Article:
Cook Book Challenge: Week 41

Now that I’m up to my 41st cook book, it’s getting harder to remember what I have and haven’t cooked from. I’m really going to need to get some check list going on before I accidentally repeat one. This battered and bruised one was definitely one I hadn’t cooked from before. It’s a more recent addition to the collection. My dad has suddenly decided that every time he sees a Woman’s Day/Woman’s Weekly book in the op shop he’s going to get it for me, regardless of quality. There’s no date on this book, but the fact it boasts being printed in colour on the cover gives you some notion of how old it is.

Cook Book Challenge Week 41

Unsurprisingly it’s filled with all the classics. Many of which I’d tried, or tried some variation of, when I first started learning how to bake. It was difficult to find something I hadn’t baked before, until I came across the Yeasted Breads chapter. Being rather new to bread making, there’s quite a number of things I’m yet to try. Most of those on offer were basic breads, crumpets or muffins. But I eventually settled on the croissants. They’re something I absolutely love, have always intended to make at home, but just never got around to it. The cook book challenge is always the perfect opportunity to scratch another off of my list.

ook Book Challenge Week 41

Matching the books age are many of the ingredients in a lot of the recipes, not to mention the methods. My first obstacle was obtaining fresh yeast. It’s not something that’s readily available in supermarkets here any more and usually requires a special trip to obtain. After confirming that all my local supermarkets were clear of it, I opted to substitute dried yeast instead. 10g of dried yeast is enough for this recipe if you have to sub it, too (the substitution ratio is usually about 3:1).

Cook Book Challenge Week 41

The first step is always proofing the yeast. Your water needs to be around the 30°C mark. You can get accurate if you need, but I always do the wrist test: if the proofing liquid burns to touch then it will kill your yeast. Make it a comfortable temp for you and your yeast will be happy. Cover the yeast and let it do it’s thing for 5-10 minutes – if it gets foamy (and you can smell the yeast) then you’re all good to go.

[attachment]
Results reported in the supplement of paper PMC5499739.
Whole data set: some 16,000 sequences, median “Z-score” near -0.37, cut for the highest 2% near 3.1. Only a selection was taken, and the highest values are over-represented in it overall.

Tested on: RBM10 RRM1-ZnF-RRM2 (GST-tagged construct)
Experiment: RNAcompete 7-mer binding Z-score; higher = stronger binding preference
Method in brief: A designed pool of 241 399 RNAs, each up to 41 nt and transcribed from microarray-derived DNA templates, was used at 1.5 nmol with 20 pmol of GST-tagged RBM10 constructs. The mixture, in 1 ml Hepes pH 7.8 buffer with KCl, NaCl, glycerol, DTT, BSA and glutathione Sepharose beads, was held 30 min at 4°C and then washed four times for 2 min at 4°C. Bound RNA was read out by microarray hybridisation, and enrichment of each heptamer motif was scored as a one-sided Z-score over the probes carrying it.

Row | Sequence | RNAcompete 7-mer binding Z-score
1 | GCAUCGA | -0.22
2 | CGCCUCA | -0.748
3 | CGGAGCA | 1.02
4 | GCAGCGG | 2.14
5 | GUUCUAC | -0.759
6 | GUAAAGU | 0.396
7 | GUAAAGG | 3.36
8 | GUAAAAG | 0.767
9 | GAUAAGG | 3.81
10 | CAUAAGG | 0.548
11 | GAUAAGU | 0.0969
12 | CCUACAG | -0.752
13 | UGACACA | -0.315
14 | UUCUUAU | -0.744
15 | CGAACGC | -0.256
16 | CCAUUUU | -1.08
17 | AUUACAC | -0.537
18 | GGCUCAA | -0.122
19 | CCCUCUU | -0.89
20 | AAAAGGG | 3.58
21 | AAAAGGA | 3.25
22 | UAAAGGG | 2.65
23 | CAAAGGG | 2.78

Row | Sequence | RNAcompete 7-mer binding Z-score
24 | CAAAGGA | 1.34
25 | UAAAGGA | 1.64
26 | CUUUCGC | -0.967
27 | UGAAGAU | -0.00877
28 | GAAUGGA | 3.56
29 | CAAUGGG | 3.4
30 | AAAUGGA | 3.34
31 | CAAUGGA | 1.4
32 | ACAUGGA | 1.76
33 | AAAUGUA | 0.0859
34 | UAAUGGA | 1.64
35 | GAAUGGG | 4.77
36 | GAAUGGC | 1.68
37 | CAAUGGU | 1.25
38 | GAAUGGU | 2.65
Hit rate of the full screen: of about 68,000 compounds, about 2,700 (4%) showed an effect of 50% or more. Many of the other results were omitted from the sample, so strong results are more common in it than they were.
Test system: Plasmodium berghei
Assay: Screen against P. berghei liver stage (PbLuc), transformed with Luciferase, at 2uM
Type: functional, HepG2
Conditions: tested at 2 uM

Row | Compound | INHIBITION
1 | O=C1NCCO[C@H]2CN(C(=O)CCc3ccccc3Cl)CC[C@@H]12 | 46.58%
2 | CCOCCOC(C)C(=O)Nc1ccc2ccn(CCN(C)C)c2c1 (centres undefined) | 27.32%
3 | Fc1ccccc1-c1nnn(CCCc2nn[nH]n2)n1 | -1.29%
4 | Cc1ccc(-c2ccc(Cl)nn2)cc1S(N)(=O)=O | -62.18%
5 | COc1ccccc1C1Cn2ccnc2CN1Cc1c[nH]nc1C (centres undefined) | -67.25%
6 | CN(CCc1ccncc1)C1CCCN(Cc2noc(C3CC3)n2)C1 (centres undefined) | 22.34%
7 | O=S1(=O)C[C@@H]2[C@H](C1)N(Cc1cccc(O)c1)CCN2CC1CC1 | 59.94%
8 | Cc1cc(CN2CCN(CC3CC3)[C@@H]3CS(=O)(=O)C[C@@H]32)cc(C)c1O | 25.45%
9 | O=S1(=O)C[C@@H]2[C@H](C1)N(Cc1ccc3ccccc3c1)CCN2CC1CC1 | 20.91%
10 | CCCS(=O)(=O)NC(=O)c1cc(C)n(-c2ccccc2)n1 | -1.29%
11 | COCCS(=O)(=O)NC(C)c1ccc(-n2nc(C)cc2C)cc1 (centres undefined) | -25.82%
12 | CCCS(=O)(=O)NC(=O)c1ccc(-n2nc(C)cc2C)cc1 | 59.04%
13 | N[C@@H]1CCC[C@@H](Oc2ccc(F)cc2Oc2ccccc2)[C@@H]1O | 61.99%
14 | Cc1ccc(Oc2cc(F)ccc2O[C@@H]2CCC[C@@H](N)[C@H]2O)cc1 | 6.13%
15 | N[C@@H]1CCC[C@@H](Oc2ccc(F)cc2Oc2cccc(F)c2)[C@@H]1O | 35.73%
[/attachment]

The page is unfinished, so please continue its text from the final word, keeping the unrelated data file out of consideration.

Add it, and the egg to your flour mixture and get ready for some steady arm work.

ook Book Challenge Week 41 ook Book Challenge Week 41

There’s no indication in the recipe about how long to knead the dough for or what signs to look for. I went for the typical: kept going until it was smooth and elastic. The dough starts out really firm, so it took a good 10 minutes of kneading to get it feeling right.

Cook Book Challenge Week 41

This procedure is a lot quicker than most other croissant recipes I’ve seen. It requires much lest resting and the laminating technique is more akin to a rough puff or flaky pastry. You roll your dough out into a long rectangle and dot it with butter (I was pretty lazy and didn’t cut the butter up into small squares, but if you change direction when rolling it out it doesn’t matter).

Cook Book Challenge Week 41 ook Book Challenge Week 41

Fold the butter up into a little blanket and roll out to repeat the process.

ook Book Challenge Week 41 ook Book Challenge Week 41

Then your dough gets to have a nap in the fridge. If the dough has risen upon retrieval, you know your yeast is definitely alive and kicking.

Cook Book Challenge Week 41

Roll out your dough one final time into an even larger rectangle, then you can begin rolling your croissants.

Cook Book Challenge Week 41

Now… here’s where the recipe lost me a little bit. It asks you to divide the dough in two, cut each into 3 squares and then cut those squares into triangles. I feel like I’m missing something really obvious here, but as far as I can see doing that gives you right-angled triangles. To get the typical croissant shape you need equilateral triangles.

Cook Book Challenge Week 41

So here’s where I ignored the recipe and did my own thing. The dough isn’t sticky, so you can cut one triangle and use it as a template for the rest. Give them plenty of space on the baking trays as these guys really puff up.